Bilingualism and Translation Panel. Submission Deadline: April 14, 2010

full name / name of organization: 
International Conference “Shifting Paradigms: How Translation Transforms the Humanities,” October 14-16, 2010; Urbana, Illinois
contact email: 
alakhtik@illinois.edu

As early as 1969, George Steiner ’s essay “Extraterritorial” challenged Nabokov scholars to define how subcurrents of Nabokov’s Russian affect his English: “We need really detailed study of the quality and degree of pressure which Russian puts on Nabokov’s Anglo-American. How often are his English sentences “metatranslations” of Russian? To what extent do Russian semantic associations initiate the images and contour of the English phrase?”

This question raises other questions both in relation to contemporary writers who have complex backgrounds and who write into an increasingly globalized context, as well as in relation to writers from older generations and previous centuries who, though bilingual, were perceived as monolingual because they chose to write in just one language. Such writers include the nineteenth-century Russian greats who all happened to be bilingual Francophones; the Anglophone and Francophone writers of various diasporas; writers like James Joyce who translated his Finnegan’s Wake into Italian, or Salman Rushdie who speaks several languages; Russian writers of the Silver Age – Pasternak, Tsvetaeva, Khodasevich, Mandelstam – all fluent in other languages and all practicing literary translators; Native American writers; and the immigrant writers who have become such a feature of Germany's literary life over the past thirty years. In short, writers who know or work with more than one language or come from more than one culture and whose writing is affected by this “other” presence. Should we revise our reading and translation of these authors to take into account this multicultural, multilingual presence?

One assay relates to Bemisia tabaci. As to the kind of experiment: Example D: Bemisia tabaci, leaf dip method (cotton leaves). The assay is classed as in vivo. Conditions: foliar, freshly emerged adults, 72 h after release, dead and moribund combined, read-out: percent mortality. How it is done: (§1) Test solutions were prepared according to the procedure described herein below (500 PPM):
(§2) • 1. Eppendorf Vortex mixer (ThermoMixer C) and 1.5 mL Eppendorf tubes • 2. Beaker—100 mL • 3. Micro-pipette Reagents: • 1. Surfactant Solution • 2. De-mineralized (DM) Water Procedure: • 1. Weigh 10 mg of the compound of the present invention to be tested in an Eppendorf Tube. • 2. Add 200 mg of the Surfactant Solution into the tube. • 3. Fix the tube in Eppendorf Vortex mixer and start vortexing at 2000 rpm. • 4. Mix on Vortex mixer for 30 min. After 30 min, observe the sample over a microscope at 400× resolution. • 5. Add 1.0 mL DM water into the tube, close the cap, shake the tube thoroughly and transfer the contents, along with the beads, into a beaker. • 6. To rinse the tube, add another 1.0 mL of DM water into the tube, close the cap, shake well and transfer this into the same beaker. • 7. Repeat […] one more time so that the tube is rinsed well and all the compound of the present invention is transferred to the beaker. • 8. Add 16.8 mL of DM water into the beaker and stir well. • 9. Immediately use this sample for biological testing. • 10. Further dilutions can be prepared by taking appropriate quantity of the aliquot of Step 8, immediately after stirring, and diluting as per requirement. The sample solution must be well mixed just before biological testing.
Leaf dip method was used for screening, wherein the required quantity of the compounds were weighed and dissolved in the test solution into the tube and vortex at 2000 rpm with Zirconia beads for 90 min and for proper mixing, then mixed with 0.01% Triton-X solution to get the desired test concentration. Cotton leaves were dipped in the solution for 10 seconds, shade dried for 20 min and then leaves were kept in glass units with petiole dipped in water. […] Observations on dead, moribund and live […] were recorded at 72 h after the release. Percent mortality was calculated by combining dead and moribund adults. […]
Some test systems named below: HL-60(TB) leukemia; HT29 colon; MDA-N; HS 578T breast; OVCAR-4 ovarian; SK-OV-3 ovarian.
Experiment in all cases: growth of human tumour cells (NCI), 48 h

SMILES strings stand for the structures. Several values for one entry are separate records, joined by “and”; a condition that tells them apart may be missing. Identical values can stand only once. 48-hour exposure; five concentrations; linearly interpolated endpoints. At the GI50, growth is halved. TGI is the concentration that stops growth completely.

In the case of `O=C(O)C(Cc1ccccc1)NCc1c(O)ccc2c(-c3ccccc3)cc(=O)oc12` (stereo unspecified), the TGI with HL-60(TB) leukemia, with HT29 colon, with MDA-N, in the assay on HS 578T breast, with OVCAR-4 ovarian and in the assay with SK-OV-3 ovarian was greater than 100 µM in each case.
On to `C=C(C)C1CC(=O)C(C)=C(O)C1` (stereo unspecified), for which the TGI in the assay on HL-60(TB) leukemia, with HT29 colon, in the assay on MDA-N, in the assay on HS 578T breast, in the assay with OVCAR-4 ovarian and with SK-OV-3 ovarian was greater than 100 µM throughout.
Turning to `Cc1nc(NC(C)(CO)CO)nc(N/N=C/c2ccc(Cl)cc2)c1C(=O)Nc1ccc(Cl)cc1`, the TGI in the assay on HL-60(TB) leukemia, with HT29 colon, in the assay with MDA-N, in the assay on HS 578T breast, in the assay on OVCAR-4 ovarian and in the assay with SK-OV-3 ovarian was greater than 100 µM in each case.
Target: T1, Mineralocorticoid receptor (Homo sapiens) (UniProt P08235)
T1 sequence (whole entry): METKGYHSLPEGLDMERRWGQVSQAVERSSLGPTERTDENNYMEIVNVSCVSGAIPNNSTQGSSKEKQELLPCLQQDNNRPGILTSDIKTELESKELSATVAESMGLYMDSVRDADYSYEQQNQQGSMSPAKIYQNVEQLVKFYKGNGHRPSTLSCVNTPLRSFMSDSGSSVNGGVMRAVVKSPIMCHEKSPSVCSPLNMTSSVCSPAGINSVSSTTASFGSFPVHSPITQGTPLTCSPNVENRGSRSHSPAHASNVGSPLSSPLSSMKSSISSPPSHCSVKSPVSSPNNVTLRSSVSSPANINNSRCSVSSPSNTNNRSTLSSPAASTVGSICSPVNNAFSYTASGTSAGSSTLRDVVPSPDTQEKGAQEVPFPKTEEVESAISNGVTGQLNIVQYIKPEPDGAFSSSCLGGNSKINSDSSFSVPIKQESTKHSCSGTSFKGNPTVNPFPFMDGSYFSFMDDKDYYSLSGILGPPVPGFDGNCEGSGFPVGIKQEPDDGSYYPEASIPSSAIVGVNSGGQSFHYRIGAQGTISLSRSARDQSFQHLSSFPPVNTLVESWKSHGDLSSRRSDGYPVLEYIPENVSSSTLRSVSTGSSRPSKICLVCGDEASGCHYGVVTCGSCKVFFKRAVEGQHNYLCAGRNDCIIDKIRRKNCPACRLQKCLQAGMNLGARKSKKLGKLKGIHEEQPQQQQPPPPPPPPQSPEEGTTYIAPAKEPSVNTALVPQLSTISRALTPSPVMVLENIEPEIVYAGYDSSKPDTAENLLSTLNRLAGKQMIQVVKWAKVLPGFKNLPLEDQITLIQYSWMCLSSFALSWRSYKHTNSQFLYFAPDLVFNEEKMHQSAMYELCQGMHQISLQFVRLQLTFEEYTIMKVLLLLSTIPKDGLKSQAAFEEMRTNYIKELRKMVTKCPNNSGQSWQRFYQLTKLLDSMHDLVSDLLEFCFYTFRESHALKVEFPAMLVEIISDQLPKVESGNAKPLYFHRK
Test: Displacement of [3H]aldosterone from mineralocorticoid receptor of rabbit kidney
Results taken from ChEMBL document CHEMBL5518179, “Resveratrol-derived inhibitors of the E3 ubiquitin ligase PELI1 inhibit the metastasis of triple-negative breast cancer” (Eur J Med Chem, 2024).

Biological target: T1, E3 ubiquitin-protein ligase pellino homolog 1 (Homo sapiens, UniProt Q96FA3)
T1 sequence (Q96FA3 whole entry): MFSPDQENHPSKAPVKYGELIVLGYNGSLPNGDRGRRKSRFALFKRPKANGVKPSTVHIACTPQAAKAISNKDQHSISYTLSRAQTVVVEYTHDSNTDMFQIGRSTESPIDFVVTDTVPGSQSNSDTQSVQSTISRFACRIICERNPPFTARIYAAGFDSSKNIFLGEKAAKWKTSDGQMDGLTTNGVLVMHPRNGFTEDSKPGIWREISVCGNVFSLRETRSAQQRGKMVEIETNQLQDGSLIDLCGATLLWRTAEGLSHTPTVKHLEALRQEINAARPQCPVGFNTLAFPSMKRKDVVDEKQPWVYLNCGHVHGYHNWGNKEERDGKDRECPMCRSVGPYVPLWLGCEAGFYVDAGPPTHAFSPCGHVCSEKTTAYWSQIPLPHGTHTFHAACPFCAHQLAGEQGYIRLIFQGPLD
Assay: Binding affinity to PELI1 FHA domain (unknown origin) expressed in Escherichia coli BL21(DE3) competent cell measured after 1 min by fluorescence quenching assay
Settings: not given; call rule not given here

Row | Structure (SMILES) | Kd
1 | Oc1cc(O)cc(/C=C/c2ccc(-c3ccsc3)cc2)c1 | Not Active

This panel attempts to bridge creative writing and literary translation as creative practices by asking a number of questions about the works and self-translation of bilingual authors. (“Bilingual” here is understood broadly as fluency, not necessarily native, in more than one language.)

• Are bilingual authors’ texts in any way different from those written by monolingual authors?
• How is translation of a bilingual author’s texts different from translation of texts written by monolingual authors?
• How does such difference, if proven to be significant, affect the readership of bilingual writers?
• Which challenges does the translator face when translating texts written in more than one language and which solutions might present themselves?
• What might bilingual writers’ works and their translation of their own works imply for practitioners of literary translation?

Please send abstracts to alakhtik@illinois.edu and include:
* your name(s), title(s), and academic or institutional affiliation
* presentation title
* an abstract (maximum 300 words)
* CV

Abstracts submission deadline: April 15, 2010

cfp categories: 
american
cultural_studies_and_historical_approaches
eighteenth_century
ethnicity_and_national_identity
interdisciplinary
international_conferences
medieval
poetry
postcolonial
professional_topics
renaissance
rhetoric_and_composition
romantic
twentieth_century_and_beyond
victorian